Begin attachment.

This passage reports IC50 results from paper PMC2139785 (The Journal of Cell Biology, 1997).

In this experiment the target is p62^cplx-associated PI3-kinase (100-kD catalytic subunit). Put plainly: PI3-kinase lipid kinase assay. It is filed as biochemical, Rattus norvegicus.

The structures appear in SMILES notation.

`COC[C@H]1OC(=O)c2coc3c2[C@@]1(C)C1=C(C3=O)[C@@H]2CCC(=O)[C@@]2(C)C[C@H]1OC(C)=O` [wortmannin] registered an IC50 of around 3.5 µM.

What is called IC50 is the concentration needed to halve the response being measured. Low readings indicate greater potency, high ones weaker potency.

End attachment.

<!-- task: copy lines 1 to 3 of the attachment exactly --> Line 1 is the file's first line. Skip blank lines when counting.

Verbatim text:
This passage reports IC50 results from paper PMC2139785 (The Journal of Cell Biology, 1997).

In this experiment the target is p62^cplx-associated PI3-kinase (100-kD catalytic subunit). Put plainly: PI3-kinase lipid kinase assay. It is filed as biochemical, Rattus norvegicus.

The structures appear in SMILES notation.